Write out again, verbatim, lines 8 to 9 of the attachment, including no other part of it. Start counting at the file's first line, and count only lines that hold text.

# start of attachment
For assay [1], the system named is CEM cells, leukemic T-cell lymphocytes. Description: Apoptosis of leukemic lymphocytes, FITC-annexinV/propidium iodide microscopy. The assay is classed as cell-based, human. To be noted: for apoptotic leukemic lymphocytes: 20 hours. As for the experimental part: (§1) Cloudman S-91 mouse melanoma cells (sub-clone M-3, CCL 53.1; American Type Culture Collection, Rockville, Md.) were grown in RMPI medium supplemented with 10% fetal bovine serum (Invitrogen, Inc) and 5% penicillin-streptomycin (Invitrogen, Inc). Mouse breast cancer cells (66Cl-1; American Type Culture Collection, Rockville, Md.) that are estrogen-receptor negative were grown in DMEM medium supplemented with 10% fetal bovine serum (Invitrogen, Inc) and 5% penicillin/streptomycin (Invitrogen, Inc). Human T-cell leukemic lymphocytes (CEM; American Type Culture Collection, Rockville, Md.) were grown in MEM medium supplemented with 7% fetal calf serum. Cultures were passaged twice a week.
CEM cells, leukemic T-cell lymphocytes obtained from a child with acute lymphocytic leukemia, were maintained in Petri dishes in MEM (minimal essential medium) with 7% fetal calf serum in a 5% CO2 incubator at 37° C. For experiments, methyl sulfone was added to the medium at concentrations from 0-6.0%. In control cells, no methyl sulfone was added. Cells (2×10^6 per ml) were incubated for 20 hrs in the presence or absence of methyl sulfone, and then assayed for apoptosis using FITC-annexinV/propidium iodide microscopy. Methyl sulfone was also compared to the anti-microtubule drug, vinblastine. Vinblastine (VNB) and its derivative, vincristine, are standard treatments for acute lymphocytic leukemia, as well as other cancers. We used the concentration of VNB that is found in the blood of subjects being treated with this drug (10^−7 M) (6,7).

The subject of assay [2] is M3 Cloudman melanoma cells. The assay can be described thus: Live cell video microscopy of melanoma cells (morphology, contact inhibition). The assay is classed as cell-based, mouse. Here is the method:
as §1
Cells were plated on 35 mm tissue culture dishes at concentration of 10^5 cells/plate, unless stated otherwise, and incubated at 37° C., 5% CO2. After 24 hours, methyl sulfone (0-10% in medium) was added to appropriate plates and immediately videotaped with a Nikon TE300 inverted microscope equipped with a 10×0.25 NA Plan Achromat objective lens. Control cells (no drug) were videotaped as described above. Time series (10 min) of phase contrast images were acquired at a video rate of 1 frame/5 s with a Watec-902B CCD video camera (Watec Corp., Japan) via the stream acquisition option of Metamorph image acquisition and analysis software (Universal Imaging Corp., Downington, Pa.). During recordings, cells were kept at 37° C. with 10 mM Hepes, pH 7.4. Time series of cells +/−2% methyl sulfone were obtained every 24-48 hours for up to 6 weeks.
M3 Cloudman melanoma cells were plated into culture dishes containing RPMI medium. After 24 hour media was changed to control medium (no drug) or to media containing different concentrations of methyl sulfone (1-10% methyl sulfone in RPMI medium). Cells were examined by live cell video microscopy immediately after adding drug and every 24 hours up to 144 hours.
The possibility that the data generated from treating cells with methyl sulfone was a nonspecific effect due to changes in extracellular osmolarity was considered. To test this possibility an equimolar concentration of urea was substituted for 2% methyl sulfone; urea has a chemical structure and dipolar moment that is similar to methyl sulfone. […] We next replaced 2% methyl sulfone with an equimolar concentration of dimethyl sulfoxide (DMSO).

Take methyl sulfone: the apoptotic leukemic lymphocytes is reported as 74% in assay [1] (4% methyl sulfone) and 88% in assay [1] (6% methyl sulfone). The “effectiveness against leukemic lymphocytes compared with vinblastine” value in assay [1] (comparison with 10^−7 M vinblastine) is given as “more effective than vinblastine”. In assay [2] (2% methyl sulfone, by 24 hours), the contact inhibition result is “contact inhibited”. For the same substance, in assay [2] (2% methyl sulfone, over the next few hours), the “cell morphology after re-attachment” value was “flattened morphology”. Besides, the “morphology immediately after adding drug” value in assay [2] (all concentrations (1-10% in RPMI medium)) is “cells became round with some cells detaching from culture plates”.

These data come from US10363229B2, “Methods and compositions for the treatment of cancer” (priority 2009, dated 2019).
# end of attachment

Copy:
Take methyl sulfone: the apoptotic leukemic lymphocytes is reported as 74% in assay [1] (4% methyl sulfone) and 88% in assay [1] (6% methyl sulfone). The “effectiveness against leukemic lymphocytes compared with vinblastine” value in assay [1] (comparison with 10^−7 M vinblastine) is given as “more effective than vinblastine”. In assay [2] (2% methyl sulfone, by 24 hours), the contact inhibition result is “contact inhibited”. For the same substance, in assay [2] (2% methyl sulfone, over the next few hours), the “cell morphology after re-attachment” value was “flattened morphology”. Besides, the “morphology immediately after adding drug” value in assay [2] (all concentrations (1-10% in RPMI medium)) is “cells became round with some cells detaching from culture plates”.

These data come from US10363229B2, “Methods and compositions for the treatment of cancer” (priority 2009, dated 2019).